What is in this article?:
- Developing nations major contributors to pollution, climate change emissions
- A long, slow process
- Climate modeling getting better
- Potential impacts of climate change
The difficulty in thinking about climate change, says Richard Carson, economics professor at the University of California, San Diego, “is that there are many who say this could never, ever be true,” and even those who may accept the underlying premise of the physics behind climate change “may say there are better things to spend our money on now, that people in the future are going to be wealthier than we are — let them deal with the problem.'
RICHARD CARSON, left, University of California, San Diego economics professor, delivered the Mississippi State University Department of Agricultural Economics centennial lecture on climate change. With him are Steve Turner, center, head of the MSU Department of Agricultural Economics, and Keith Coble, MSU professor of agricultural economics.
Climate modeling getting better
But, he says, the science of climate change continues to move forward, as computer systems get more powerful and more data are collected to provide more accuracy in climate modeling. “Scientists are getting better at fingerprinting what we should expect to see.” Still, “They’re just hard problems to solve, and they get harder as they get more realistic.
“From the very beginning, economists were pretty good at laying out all the key issues. They didn’t solve them – but they knew what they were.”
Proposals to limit carbon emissions through a tax, or cap and trade schemes, have not been supported, Carson notes.
Environmental groups, he says, “thought it immoral to do what the economists wanted to do — put a price on pollution. It’s ironic that now the environmental groups have learned the lesson of the economic carrot: that if you want less of something, you tax it.
“We now know the way we went about improving environmental quality was a complete and total disaster — we got lower environmental quality and much higher prices than if we had implemented pollution taxes.
“Why did this happen? Politicians like to protect the current industrial complex, so they grandfathered in the old technology, which meant most pollution control requirements were applied to new plants. This killed technological innovation, whereas if we had enacted pollution taxes we’d have had lots of technological innovation.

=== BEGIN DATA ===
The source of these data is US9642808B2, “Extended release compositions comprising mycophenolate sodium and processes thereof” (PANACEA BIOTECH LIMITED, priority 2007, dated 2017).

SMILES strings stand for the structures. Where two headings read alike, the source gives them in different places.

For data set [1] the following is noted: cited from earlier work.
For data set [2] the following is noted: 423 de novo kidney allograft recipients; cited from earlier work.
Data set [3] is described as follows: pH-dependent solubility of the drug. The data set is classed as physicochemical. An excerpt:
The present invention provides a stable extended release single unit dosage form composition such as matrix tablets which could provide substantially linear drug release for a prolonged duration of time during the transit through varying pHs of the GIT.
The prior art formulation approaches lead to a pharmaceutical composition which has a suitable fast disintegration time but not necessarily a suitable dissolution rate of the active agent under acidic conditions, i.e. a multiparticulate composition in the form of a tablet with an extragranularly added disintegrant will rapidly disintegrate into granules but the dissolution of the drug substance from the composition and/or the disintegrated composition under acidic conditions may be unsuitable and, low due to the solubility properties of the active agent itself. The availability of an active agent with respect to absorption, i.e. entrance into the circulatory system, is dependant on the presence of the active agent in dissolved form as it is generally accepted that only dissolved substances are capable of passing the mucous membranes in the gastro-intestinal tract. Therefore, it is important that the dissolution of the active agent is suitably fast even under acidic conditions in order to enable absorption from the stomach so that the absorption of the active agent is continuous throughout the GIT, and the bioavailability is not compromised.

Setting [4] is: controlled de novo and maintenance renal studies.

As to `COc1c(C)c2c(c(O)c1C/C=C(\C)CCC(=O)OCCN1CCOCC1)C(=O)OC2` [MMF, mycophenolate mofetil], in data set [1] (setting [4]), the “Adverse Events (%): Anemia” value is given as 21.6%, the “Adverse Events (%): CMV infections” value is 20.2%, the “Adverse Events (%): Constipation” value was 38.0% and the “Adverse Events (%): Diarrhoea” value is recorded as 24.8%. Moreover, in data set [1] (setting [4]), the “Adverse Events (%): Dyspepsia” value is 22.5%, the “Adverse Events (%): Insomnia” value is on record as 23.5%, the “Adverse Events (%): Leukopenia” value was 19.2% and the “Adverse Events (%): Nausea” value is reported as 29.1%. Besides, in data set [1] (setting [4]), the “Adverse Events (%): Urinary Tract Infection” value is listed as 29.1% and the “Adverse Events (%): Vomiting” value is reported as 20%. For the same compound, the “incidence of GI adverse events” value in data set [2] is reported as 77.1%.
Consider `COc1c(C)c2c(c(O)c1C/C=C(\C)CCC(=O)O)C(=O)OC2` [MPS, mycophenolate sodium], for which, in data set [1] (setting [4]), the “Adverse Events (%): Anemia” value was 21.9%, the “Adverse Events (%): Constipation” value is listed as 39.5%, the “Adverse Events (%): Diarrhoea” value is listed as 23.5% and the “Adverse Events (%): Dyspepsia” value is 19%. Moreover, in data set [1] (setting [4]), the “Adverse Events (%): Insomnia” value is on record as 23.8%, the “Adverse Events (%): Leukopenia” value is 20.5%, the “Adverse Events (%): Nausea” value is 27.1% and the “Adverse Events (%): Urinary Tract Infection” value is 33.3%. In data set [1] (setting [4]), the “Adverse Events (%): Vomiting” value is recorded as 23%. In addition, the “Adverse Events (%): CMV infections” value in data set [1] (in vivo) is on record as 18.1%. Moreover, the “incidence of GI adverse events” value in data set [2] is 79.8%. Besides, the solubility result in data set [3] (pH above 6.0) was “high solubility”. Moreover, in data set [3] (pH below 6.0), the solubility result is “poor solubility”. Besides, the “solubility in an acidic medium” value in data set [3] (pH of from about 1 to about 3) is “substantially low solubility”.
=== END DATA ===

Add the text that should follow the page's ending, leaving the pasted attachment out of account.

“This caused economists to move more away from thinking about pollution taxes and more toward cap and trade solutions — the thinking being that you can give out permits to existing polluters, and in the long run you’re putting a price on pollution just like you would with a tax, and you get the dynamic incentives. And there’s a lot of consensus that dynamic incentives matter more than what you do in the short run.
“The major failing of the original economic vision was that they saw the cost of delay as being low. If they had done what William Nordhaus (Yale University economist) recommended in 1976, and imposed a carbon tax, this problem in the U.S. would have been solved. Instead, they kept delaying.”
The key driver of technological change and innovation is higher prices,” Carson says. “At $100 a barrel for oil, there are a lot of alternatives that can be adopted. But at $30 a barrel, which it was a few years ago, a lot of new technologies just don’t pencil out. So, one way to drive technology is to put on higher prices, and a lot of stuff will be developed, but the question is, can you scale it up?”
If economic sectors are divided into those that are sensitive to climate and those that aren’t, only about 5 percent of the U.S. economy is classified as climate sensitive, he says. “But it’s very different in a lot of developing countries — in India for example, the percentage would be very high.”
But, “If you warm Siberia, what happens? You get a lot of good agriculture.”
Early climate change proposals failed to forecast that developing countries would generate as much emissions as they have, Carson says, “and it’s now acknowledged that plans in which developing countries would do nothing was a bad decision. Initial forecasts were it would take 15 years or more for China to match the U.S. in CO2 emissions, but it happened much sooner than that.”